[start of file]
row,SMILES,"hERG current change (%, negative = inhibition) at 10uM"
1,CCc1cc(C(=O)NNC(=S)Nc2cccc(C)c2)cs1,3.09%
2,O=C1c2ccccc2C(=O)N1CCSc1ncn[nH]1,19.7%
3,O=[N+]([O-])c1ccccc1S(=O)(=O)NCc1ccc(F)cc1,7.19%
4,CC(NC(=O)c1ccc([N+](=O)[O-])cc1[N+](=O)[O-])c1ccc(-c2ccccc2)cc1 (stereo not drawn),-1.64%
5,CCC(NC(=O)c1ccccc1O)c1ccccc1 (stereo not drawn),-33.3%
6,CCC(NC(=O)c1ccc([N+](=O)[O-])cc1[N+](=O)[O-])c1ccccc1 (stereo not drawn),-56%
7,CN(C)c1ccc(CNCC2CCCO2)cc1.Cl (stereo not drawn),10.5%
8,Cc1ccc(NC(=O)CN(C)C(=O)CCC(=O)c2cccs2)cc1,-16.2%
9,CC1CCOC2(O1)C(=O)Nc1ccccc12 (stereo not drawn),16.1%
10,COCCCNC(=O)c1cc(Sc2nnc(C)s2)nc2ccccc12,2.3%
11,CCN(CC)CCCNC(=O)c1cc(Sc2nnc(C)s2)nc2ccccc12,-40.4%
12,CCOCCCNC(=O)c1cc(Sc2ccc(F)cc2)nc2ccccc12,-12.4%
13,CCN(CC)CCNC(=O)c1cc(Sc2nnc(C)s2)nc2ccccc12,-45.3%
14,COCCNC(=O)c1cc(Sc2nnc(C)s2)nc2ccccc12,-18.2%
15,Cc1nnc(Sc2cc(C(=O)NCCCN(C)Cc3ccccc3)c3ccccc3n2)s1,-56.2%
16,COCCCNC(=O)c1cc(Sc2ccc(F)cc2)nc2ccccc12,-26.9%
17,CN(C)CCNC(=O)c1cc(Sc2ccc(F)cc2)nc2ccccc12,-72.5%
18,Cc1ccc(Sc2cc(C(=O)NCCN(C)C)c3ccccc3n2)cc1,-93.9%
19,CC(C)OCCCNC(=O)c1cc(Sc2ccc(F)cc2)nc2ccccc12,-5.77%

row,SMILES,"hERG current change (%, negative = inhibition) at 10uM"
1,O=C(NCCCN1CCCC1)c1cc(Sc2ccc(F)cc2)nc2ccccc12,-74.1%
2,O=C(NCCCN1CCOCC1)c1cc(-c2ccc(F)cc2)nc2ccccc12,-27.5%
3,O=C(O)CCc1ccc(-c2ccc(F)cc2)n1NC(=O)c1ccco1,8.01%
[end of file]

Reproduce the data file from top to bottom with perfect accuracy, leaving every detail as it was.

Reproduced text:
row,SMILES,"hERG current change (%, negative = inhibition) at 10uM"
1,CCc1cc(C(=O)NNC(=S)Nc2cccc(C)c2)cs1,3.09%
2,O=C1c2ccccc2C(=O)N1CCSc1ncn[nH]1,19.7%
3,O=[N+]([O-])c1ccccc1S(=O)(=O)NCc1ccc(F)cc1,7.19%
4,CC(NC(=O)c1ccc([N+](=O)[O-])cc1[N+](=O)[O-])c1ccc(-c2ccccc2)cc1 (stereo not drawn),-1.64%
5,CCC(NC(=O)c1ccccc1O)c1ccccc1 (stereo not drawn),-33.3%
6,CCC(NC(=O)c1ccc([N+](=O)[O-])cc1[N+](=O)[O-])c1ccccc1 (stereo not drawn),-56%
7,CN(C)c1ccc(CNCC2CCCO2)cc1.Cl (stereo not drawn),10.5%
8,Cc1ccc(NC(=O)CN(C)C(=O)CCC(=O)c2cccs2)cc1,-16.2%
9,CC1CCOC2(O1)C(=O)Nc1ccccc12 (stereo not drawn),16.1%
10,COCCCNC(=O)c1cc(Sc2nnc(C)s2)nc2ccccc12,2.3%
11,CCN(CC)CCCNC(=O)c1cc(Sc2nnc(C)s2)nc2ccccc12,-40.4%
12,CCOCCCNC(=O)c1cc(Sc2ccc(F)cc2)nc2ccccc12,-12.4%
13,CCN(CC)CCNC(=O)c1cc(Sc2nnc(C)s2)nc2ccccc12,-45.3%
14,COCCNC(=O)c1cc(Sc2nnc(C)s2)nc2ccccc12,-18.2%
15,Cc1nnc(Sc2cc(C(=O)NCCCN(C)Cc3ccccc3)c3ccccc3n2)s1,-56.2%
16,COCCCNC(=O)c1cc(Sc2ccc(F)cc2)nc2ccccc12,-26.9%
17,CN(C)CCNC(=O)c1cc(Sc2ccc(F)cc2)nc2ccccc12,-72.5%
18,Cc1ccc(Sc2cc(C(=O)NCCN(C)C)c3ccccc3n2)cc1,-93.9%
19,CC(C)OCCCNC(=O)c1cc(Sc2ccc(F)cc2)nc2ccccc12,-5.77%

row,SMILES,"hERG current change (%, negative = inhibition) at 10uM"
1,O=C(NCCCN1CCCC1)c1cc(Sc2ccc(F)cc2)nc2ccccc12,-74.1%
2,O=C(NCCCN1CCOCC1)c1cc(-c2ccc(F)cc2)nc2ccccc12,-27.5%
3,O=C(O)CCc1ccc(-c2ccc(F)cc2)n1NC(=O)c1ccco1,8.01%